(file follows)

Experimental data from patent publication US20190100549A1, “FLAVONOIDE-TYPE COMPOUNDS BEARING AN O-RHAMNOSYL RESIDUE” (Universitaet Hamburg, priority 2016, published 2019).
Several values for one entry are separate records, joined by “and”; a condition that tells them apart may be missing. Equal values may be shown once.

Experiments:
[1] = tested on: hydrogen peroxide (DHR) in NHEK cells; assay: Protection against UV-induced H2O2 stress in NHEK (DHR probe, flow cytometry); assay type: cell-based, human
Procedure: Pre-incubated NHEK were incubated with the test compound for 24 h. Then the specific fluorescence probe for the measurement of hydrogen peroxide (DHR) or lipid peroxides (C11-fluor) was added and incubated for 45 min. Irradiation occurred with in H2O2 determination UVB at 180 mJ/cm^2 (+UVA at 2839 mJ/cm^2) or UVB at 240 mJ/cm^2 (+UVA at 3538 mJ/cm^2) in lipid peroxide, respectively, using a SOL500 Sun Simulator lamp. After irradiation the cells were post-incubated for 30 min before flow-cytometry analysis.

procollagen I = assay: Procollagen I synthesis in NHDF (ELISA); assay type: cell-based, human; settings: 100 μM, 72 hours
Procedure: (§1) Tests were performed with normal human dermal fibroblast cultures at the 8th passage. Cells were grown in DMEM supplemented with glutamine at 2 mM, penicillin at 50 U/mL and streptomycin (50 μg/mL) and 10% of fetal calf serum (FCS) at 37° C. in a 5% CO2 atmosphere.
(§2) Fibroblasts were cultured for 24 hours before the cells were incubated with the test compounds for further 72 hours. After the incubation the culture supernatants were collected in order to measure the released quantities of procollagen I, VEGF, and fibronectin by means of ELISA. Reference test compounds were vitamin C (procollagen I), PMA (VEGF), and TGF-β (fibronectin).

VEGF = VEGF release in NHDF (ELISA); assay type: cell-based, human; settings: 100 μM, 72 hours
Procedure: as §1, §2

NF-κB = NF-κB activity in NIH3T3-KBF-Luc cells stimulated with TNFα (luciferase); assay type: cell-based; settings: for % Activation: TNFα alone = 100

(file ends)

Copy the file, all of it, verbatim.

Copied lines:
Experimental data from patent publication US20190100549A1, “FLAVONOIDE-TYPE COMPOUNDS BEARING AN O-RHAMNOSYL RESIDUE” (Universitaet Hamburg, priority 2016, published 2019).
Several values for one entry are separate records, joined by “and”; a condition that tells them apart may be missing. Equal values may be shown once.

Experiments:
[1] = tested on: hydrogen peroxide (DHR) in NHEK cells; assay: Protection against UV-induced H2O2 stress in NHEK (DHR probe, flow cytometry); assay type: cell-based, human
Procedure: Pre-incubated NHEK were incubated with the test compound for 24 h. Then the specific fluorescence probe for the measurement of hydrogen peroxide (DHR) or lipid peroxides (C11-fluor) was added and incubated for 45 min. Irradiation occurred with in H2O2 determination UVB at 180 mJ/cm^2 (+UVA at 2839 mJ/cm^2) or UVB at 240 mJ/cm^2 (+UVA at 3538 mJ/cm^2) in lipid peroxide, respectively, using a SOL500 Sun Simulator lamp. After irradiation the cells were post-incubated for 30 min before flow-cytometry analysis.

procollagen I = assay: Procollagen I synthesis in NHDF (ELISA); assay type: cell-based, human; settings: 100 μM, 72 hours
Procedure: (§1) Tests were performed with normal human dermal fibroblast cultures at the 8th passage. Cells were grown in DMEM supplemented with glutamine at 2 mM, penicillin at 50 U/mL and streptomycin (50 μg/mL) and 10% of fetal calf serum (FCS) at 37° C. in a 5% CO2 atmosphere.
(§2) Fibroblasts were cultured for 24 hours before the cells were incubated with the test compounds for further 72 hours. After the incubation the culture supernatants were collected in order to measure the released quantities of procollagen I, VEGF, and fibronectin by means of ELISA. Reference test compounds were vitamin C (procollagen I), PMA (VEGF), and TGF-β (fibronectin).

VEGF = VEGF release in NHDF (ELISA); assay type: cell-based, human; settings: 100 μM, 72 hours
Procedure: as §1, §2

NF-κB = NF-κB activity in NIH3T3-KBF-Luc cells stimulated with TNFα (luciferase); assay type: cell-based; settings: for % Activation: TNFα alone = 100